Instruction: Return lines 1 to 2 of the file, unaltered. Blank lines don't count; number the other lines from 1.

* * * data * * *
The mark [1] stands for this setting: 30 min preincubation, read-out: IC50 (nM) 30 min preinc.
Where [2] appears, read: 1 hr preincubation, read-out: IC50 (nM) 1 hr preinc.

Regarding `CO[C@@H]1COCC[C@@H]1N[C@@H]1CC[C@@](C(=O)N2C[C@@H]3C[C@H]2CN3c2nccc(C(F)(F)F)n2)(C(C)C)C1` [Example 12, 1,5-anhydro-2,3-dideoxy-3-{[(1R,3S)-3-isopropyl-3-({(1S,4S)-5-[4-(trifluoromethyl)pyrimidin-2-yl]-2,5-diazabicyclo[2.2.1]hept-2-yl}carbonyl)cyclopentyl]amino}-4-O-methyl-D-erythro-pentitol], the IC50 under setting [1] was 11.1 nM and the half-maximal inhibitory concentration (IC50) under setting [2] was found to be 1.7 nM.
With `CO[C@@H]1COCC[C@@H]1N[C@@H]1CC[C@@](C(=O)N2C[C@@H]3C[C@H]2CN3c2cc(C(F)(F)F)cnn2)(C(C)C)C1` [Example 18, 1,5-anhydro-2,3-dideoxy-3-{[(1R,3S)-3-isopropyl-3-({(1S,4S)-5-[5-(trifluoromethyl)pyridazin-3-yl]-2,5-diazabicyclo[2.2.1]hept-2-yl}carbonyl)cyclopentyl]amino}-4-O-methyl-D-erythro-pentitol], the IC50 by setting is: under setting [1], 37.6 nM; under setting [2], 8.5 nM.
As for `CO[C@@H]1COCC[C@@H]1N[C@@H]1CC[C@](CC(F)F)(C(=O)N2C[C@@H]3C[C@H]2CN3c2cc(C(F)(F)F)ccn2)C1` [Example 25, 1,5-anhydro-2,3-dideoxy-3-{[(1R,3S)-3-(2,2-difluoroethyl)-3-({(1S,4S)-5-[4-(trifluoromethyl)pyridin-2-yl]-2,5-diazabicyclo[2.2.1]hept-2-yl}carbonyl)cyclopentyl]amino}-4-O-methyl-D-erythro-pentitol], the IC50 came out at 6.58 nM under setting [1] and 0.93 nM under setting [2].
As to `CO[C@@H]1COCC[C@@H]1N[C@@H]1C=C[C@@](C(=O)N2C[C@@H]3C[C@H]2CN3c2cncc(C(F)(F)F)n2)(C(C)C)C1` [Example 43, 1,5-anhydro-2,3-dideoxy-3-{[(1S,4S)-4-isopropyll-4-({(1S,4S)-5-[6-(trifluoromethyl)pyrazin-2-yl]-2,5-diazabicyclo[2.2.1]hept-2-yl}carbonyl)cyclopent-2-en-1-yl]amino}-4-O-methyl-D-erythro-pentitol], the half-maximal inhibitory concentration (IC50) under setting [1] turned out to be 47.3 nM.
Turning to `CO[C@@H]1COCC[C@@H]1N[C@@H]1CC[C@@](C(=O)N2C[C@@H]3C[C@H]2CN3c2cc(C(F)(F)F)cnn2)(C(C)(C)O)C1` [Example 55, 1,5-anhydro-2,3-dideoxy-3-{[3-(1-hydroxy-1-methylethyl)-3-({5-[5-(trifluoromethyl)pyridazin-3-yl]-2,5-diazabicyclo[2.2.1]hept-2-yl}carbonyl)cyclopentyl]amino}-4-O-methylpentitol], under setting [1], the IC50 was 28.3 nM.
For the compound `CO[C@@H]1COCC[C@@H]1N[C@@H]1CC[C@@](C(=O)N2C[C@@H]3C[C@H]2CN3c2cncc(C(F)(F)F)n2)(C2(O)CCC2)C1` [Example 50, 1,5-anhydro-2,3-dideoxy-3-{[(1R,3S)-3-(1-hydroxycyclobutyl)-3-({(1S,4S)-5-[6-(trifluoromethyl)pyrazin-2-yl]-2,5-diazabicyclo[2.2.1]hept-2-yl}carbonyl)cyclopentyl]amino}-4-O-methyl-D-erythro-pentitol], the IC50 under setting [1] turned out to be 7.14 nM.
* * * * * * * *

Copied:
The mark [1] stands for this setting: 30 min preincubation, read-out: IC50 (nM) 30 min preinc.
Where [2] appears, read: 1 hr preincubation, read-out: IC50 (nM) 1 hr preinc.